I have found this to be a universal truth. Everything that happens is impermanent. The truth is that each one’s reality keeps changing by the second. S.N. Goenka teaches that those who grasp this concept are liberated. On the other hand, those who don’t and instead get attached to their present situations become miserable because they will either keep craving for the pleasant ones or avert the unpleasant ones.

To give context to the training done during the day, discourses are provided at the end of each day in the form of a video presented by S. N. Goenka. His extensive knowledge of the subject and life, in general, makes the whole course a lot more worth the time and effort. If you enjoy a little bit of humor while you learn, you will enjoy these discourses.

The icing on the cake is the free availability of all the course material to all the students once they have completed the course. A mobile application is also available for free download on both the Apple Store and Google Play Store.

Pros and Cons

There is not an ounce of doubt that the training method is not for the faint of heart. It tries all the patience and endurance you have got. By the second day, every inch of your body will be screaming at you to pack up and run out of this hell. For me, it was my back and derriere that had just had enough of the long hours of sitting, back and neck straight, with nothing to rest my back on. However, you quickly call yourself for a small meeting to remind yourself that you signed up for a reason. And since you went through the trouble of getting to the facility, you might as well just finish it. So, you keep going; before you know it, it is the fifth day.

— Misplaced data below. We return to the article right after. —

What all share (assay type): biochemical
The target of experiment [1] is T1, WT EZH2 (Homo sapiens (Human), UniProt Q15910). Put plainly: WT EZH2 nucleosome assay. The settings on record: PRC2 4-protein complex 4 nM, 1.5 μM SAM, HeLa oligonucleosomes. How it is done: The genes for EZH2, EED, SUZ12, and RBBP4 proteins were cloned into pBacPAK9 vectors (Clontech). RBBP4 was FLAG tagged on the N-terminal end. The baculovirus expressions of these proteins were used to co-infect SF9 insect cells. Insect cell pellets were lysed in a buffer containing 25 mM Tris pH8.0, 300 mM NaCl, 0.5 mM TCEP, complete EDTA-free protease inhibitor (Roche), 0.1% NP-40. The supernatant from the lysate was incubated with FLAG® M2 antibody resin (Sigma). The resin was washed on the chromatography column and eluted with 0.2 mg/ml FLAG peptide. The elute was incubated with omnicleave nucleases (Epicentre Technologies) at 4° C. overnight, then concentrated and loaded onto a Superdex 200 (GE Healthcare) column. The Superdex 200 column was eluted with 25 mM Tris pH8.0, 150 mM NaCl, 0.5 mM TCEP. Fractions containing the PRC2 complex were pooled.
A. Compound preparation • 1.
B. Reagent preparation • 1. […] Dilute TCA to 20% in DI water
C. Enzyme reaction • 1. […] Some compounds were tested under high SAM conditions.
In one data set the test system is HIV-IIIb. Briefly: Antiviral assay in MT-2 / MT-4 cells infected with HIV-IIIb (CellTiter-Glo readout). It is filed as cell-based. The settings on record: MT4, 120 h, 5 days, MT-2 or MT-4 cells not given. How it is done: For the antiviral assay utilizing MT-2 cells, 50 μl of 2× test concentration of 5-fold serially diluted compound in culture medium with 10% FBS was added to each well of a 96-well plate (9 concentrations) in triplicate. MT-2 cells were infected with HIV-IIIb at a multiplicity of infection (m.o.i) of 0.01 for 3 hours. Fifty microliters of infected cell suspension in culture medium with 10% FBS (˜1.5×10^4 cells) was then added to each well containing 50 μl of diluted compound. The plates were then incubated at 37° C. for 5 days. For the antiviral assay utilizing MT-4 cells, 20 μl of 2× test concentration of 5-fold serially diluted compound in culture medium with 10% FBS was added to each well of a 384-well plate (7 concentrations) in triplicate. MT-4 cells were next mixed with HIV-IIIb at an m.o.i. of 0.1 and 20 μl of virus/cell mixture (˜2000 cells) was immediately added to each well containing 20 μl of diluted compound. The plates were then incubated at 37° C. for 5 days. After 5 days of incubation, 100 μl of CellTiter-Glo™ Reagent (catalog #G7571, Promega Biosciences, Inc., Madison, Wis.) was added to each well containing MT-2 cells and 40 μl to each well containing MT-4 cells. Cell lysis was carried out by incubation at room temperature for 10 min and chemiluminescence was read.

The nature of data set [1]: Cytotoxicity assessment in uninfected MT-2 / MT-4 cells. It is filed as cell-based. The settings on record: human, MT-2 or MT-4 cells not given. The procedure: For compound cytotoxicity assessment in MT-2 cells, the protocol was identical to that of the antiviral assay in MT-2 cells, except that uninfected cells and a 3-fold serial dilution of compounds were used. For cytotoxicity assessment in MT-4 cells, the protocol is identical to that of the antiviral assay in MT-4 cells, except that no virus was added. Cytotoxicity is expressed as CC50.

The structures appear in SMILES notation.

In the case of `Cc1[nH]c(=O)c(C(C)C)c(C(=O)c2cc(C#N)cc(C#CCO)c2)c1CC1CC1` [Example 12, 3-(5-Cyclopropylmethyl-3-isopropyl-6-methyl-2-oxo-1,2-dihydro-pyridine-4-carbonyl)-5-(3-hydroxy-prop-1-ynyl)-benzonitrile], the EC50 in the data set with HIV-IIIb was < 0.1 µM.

Between the fifth and tenth day, one becomes much more confident in their ability to learn and achieve the goal of meditation. By this time, students start to become masters of equanimity as they practice the vipassana technique. The concept of equanimity which means to maintain calmness as one experiences sensations, whether pleasant or pleasant, is probably the most important aspect of the technique. The teacher makes a point to see that students understand its significance by reiterating it in all meditation session introductions. His intonation alone kickstarts a good measure of equanimity among the students.

By the tenth day, the smiles on everybody’s faces tell it all. The rule of noble silence comes to an end except during meditation sessions. Questions we had all been silently asking within ourselves finally get answered. It was fun getting to know more about fellow students and their experiences. One thing that stood out was that most of us were glad they stayed and put in the work. This could very well be the life-changing opportunity they had been awaiting. The peace, joy, and harmony that one derives from this newly acquired asset are what will keep most of us going back for more (practice and service) to ensure that millions if not billions of people have a taste of the pie.


Peace, just like happiness, is a choice that each one of us has to make for ourselves. So be it if it means sitting on a cushion and paying attention to your bodily sensations. Either way, find your means and make it happen for yourself. Aniccã! Aniccã! Aniccã! Be happy.
Disclaimer: By no means possible does this article exhaust all there is to know about the meditation technique. It is merely a simple introduction to the subject to spur more interest for those interested to find out more. Happy reading!